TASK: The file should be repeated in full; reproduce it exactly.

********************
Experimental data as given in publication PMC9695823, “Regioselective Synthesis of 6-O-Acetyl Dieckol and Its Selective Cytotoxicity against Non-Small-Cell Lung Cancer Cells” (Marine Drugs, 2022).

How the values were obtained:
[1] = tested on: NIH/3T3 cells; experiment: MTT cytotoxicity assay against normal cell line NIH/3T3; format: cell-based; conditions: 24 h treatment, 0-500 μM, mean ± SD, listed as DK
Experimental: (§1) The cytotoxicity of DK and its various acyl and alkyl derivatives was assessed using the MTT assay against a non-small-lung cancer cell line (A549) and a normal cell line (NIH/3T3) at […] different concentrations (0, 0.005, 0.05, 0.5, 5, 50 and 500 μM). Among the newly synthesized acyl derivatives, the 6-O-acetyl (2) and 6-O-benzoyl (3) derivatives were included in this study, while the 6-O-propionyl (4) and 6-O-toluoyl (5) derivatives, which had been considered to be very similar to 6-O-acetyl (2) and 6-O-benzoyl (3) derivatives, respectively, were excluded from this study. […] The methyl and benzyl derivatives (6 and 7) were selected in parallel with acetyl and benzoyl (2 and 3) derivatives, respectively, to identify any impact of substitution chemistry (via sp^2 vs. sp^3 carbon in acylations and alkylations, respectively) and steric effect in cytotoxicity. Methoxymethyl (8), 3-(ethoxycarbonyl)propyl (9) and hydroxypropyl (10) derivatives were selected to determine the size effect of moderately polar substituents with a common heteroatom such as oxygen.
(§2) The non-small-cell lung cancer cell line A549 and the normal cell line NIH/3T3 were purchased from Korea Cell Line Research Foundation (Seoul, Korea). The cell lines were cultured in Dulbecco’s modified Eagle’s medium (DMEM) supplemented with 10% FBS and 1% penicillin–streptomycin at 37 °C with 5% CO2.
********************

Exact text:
Experimental data as given in publication PMC9695823, “Regioselective Synthesis of 6-O-Acetyl Dieckol and Its Selective Cytotoxicity against Non-Small-Cell Lung Cancer Cells” (Marine Drugs, 2022).

How the values were obtained:
[1] = tested on: NIH/3T3 cells; experiment: MTT cytotoxicity assay against normal cell line NIH/3T3; format: cell-based; conditions: 24 h treatment, 0-500 μM, mean ± SD, listed as DK
Experimental: (§1) The cytotoxicity of DK and its various acyl and alkyl derivatives was assessed using the MTT assay against a non-small-lung cancer cell line (A549) and a normal cell line (NIH/3T3) at […] different concentrations (0, 0.005, 0.05, 0.5, 5, 50 and 500 μM). Among the newly synthesized acyl derivatives, the 6-O-acetyl (2) and 6-O-benzoyl (3) derivatives were included in this study, while the 6-O-propionyl (4) and 6-O-toluoyl (5) derivatives, which had been considered to be very similar to 6-O-acetyl (2) and 6-O-benzoyl (3) derivatives, respectively, were excluded from this study. […] The methyl and benzyl derivatives (6 and 7) were selected in parallel with acetyl and benzoyl (2 and 3) derivatives, respectively, to identify any impact of substitution chemistry (via sp^2 vs. sp^3 carbon in acylations and alkylations, respectively) and steric effect in cytotoxicity. Methoxymethyl (8), 3-(ethoxycarbonyl)propyl (9) and hydroxypropyl (10) derivatives were selected to determine the size effect of moderately polar substituents with a common heteroatom such as oxygen.
(§2) The non-small-cell lung cancer cell line A549 and the normal cell line NIH/3T3 were purchased from Korea Cell Line Research Foundation (Seoul, Korea). The cell lines were cultured in Dulbecco’s modified Eagle’s medium (DMEM) supplemented with 10% FBS and 1% penicillin–streptomycin at 37 °C with 5% CO2.